- The Washington Times - Monday, May 31, 2004

One of the most popular souvenirs among the World War II veterans and their families visiting the District this weekend were the tiny, handmade boutonnieres from Chicago’s Project Rosebuds.

Project Rosebuds, a vocational training program for disabled students, sent out the kits for 50,000 boutonnieres, featuring a little American flag wrapped with three fingernail-size fabric roses, to 500 participating schools nationwide, where they were assembled by students to be handed out to veterans attending the National World War II Memorial ceremonies.

to veterans attending the National World War II Memorial ceremonies.

Among the 500 schools participating in the national arts-and-crafts/history project were five from Maryland: St. Mary’s High School in Annapolis, Kennard Elementary School in Centreville, Bennett Middle School in Salisbury, Elkton Middle School in Elkton and George Fox Middle School in Glen Burnie.

“It gave me an opportunity to say ‘Thank you,’ and learn more about history,” said Carnell Brown, a 14-year-old Chicago student.

Carnell was one of 12 volunteers who passed out the pins Saturday on the Mall and Sunday at Arlington National Cemetery.

Volunteer Claire Browne, 18, said the highlight was meeting the veterans. “I felt a lot of pride handing them out,” the Chicago student said yesterday.

One veteran wept when Miss Brown handed him a pin and thanked him for his service.

A White House chef Saturday accepted several bags of pins and gave tins of White House chocolates to the younger volunteers.

“Every Navy person, veteran and [dedication] volunteer” wanted a pin, said project director Lawrence Baran, who organized the distribution at the request of memorial officials.

Mr. Baran, with the help of 100 disabled students, directs the Rosebuds program in the south Chicago suburb of Homewood.

The students assemble the kits, while Mr. Baran writes curriculum guides for participating schools. A small group of volunteers ships the pins to schools nationwide.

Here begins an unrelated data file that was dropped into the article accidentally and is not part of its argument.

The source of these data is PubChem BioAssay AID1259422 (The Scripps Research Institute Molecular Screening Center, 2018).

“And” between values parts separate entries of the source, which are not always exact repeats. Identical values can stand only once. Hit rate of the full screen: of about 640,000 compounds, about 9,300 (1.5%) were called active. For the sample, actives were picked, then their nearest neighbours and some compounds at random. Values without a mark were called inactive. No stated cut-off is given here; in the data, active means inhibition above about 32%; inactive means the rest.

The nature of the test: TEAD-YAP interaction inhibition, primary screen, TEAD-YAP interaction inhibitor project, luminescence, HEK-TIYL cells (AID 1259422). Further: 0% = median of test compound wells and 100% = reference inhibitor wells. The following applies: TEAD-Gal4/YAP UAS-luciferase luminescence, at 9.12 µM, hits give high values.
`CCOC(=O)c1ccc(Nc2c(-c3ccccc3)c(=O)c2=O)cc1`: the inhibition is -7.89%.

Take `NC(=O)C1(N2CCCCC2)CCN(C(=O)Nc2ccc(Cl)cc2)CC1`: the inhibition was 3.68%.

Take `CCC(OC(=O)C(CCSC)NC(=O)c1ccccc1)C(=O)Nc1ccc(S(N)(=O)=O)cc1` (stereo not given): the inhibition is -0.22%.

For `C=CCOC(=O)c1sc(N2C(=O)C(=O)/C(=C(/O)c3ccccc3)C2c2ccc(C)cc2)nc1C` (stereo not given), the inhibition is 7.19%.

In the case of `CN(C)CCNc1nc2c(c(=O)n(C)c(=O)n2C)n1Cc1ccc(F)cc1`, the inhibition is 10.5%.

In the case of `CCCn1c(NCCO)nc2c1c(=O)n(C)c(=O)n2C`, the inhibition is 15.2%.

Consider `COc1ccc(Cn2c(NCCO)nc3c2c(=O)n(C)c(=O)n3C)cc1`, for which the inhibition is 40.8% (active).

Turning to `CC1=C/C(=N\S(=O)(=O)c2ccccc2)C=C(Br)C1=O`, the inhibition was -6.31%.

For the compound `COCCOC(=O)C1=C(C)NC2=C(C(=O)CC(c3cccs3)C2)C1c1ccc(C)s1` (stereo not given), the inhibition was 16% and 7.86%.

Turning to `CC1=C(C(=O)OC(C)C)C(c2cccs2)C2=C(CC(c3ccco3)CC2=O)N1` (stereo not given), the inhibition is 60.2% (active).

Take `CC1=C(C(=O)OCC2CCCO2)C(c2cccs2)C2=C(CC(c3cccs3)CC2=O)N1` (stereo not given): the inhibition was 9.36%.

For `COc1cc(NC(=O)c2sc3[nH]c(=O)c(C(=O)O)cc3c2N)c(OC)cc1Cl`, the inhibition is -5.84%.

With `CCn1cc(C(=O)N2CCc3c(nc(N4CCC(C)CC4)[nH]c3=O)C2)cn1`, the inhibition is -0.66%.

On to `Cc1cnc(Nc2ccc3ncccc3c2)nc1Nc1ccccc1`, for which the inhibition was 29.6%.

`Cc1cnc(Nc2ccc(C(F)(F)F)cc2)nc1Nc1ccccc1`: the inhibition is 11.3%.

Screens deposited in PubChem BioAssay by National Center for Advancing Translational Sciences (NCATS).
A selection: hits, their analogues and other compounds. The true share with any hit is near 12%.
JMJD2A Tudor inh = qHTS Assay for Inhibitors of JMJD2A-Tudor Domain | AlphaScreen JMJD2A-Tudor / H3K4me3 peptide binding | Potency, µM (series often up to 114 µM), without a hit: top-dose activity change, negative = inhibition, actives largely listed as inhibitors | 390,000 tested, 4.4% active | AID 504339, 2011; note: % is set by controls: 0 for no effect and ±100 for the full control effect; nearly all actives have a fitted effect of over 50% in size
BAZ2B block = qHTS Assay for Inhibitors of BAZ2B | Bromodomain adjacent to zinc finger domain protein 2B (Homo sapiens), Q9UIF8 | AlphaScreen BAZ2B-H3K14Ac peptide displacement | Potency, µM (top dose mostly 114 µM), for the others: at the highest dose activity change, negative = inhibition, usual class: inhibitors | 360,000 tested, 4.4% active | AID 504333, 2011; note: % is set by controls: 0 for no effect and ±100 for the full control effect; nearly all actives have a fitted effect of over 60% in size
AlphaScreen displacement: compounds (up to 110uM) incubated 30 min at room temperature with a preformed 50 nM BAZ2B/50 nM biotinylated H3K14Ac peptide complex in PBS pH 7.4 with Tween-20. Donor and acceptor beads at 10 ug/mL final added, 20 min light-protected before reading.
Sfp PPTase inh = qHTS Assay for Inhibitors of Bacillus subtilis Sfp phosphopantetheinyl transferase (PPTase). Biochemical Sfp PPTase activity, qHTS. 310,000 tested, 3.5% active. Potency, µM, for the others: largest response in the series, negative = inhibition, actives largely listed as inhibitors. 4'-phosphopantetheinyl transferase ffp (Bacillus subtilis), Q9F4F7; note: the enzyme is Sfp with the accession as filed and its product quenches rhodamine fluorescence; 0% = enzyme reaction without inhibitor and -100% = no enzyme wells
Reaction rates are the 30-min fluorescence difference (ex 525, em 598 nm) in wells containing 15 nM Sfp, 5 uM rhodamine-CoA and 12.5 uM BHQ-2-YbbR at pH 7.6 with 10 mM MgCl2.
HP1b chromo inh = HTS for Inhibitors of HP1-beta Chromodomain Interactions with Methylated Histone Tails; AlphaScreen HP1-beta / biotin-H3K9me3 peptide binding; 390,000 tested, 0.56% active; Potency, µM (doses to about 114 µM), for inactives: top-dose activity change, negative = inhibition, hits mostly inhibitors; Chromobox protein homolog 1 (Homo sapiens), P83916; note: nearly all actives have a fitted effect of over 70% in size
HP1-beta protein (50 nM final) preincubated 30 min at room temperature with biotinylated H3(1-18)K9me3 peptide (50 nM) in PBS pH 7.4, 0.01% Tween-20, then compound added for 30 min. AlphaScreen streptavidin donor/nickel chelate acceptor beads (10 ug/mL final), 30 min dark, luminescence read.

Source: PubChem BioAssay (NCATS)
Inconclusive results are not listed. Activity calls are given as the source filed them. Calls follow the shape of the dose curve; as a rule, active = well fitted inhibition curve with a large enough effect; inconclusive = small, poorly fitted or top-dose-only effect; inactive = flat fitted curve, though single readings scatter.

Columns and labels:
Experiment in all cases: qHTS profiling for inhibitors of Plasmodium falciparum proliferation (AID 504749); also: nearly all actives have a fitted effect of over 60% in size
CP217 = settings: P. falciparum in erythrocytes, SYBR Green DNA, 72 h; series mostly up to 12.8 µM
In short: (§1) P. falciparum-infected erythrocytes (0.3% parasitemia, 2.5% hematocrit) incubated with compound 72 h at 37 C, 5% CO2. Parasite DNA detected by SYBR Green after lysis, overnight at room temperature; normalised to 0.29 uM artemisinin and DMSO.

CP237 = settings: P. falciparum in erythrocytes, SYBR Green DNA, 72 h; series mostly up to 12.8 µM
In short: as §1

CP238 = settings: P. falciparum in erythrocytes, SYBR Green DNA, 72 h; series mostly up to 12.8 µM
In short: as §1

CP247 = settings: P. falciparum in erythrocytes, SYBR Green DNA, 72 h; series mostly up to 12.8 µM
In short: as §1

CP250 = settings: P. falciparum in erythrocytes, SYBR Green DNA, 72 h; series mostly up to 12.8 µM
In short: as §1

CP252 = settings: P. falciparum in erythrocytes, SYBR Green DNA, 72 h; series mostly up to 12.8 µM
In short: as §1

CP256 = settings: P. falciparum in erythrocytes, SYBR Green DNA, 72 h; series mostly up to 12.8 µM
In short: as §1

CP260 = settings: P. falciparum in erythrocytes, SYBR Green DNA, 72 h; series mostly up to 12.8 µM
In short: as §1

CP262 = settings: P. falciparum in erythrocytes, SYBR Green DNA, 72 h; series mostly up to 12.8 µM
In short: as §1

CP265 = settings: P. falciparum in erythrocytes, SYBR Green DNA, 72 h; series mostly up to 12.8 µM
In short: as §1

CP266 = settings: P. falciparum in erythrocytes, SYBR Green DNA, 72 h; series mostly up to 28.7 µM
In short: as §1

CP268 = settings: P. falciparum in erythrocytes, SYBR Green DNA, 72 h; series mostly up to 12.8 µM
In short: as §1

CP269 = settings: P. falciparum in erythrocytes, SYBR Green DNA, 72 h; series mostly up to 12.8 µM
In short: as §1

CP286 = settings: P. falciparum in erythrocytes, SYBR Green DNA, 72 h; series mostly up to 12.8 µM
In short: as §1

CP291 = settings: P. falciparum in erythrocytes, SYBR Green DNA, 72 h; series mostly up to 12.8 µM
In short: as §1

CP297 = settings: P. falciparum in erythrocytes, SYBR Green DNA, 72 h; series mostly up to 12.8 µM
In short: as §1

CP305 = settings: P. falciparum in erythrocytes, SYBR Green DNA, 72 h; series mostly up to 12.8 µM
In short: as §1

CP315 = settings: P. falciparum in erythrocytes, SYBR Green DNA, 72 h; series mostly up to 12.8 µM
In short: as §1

The pins have been a hit on military bases ever since Mr. Baran, a former special-education teacher, started the program in 1988.

Students sent 500,000 to troops during the 1991 Persian Gulf war and 200,000 to New York City and Pentagon rescue workers after the September 11 attacks. Last year, students taped roses to packages of Bazooka chewing gum and sent 250,000 of the “Gum & Roses” packages to soldiers in Iraq.

Mr. Baran said he started the program to honor his late father, Pearl Harbor veteran Charles M. Baran, after praying to the Virgin Mary.

“I’m a man who loves God and country,” he said. “It’s as simple as that.”

On the small cards that accompanied the pins this weekend is an illustration of a cross with the faint inscription, “Charles M. Baran, U.S. Navy.”

That inscription, Mr. Baran said, “is my only perk.”

Since 1990, the Rosebuds program has been partially funded by Congress. It received $50,000 from Congress last year and gets smaller donations from veterans.

“It’s nice because the kids have to learn about patriotism before they can make them,” said Sister Maureen Mulkerrin, a teacher in the Catholic Archdiocese of Chicago. “It gives them dignity and honors the veterans.”

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